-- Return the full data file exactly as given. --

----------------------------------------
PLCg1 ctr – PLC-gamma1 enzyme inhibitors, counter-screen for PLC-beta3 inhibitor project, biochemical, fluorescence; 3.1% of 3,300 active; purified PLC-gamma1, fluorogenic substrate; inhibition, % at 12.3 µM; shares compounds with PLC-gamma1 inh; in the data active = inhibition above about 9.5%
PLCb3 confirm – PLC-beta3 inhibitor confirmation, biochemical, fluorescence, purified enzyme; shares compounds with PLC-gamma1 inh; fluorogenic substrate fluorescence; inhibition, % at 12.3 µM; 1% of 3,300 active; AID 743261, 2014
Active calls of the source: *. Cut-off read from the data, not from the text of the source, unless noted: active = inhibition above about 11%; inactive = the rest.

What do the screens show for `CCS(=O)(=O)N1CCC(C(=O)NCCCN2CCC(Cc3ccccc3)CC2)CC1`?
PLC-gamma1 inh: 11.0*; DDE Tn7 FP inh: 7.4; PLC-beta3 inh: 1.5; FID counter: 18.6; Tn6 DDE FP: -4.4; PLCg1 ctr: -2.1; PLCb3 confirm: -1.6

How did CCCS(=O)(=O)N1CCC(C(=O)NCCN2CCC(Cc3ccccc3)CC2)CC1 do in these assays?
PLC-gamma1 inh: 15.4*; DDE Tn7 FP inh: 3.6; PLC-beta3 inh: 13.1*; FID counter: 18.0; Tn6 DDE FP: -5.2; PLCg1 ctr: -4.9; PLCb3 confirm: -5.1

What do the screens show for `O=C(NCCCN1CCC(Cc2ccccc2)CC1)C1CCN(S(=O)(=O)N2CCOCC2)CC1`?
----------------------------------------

PLCg1 ctr – PLC-gamma1 enzyme inhibitors, counter-screen for PLC-beta3 inhibitor project, biochemical, fluorescence; 3.1% of 3,300 active; purified PLC-gamma1, fluorogenic substrate; inhibition, % at 12.3 µM; shares compounds with PLC-gamma1 inh; in the data active = inhibition above about 9.5%
PLCb3 confirm – PLC-beta3 inhibitor confirmation, biochemical, fluorescence, purified enzyme; shares compounds with PLC-gamma1 inh; fluorogenic substrate fluorescence; inhibition, % at 12.3 µM; 1% of 3,300 active; AID 743261, 2014
Active calls of the source: *. Cut-off read from the data, not from the text of the source, unless noted: active = inhibition above about 11%; inactive = the rest.

What do the screens show for `CCS(=O)(=O)N1CCC(C(=O)NCCCN2CCC(Cc3ccccc3)CC2)CC1`?
PLC-gamma1 inh: 11.0*; DDE Tn7 FP inh: 7.4; PLC-beta3 inh: 1.5; FID counter: 18.6; Tn6 DDE FP: -4.4; PLCg1 ctr: -2.1; PLCb3 confirm: -1.6

How did CCCS(=O)(=O)N1CCC(C(=O)NCCN2CCC(Cc3ccccc3)CC2)CC1 do in these assays?
PLC-gamma1 inh: 15.4*; DDE Tn7 FP inh: 3.6; PLC-beta3 inh: 13.1*; FID counter: 18.0; Tn6 DDE FP: -5.2; PLCg1 ctr: -4.9; PLCb3 confirm: -5.1

What do the screens show for `O=C(NCCCN1CCC(Cc2ccccc2)CC1)C1CCN(S(=O)(=O)N2CCOCC2)CC1`?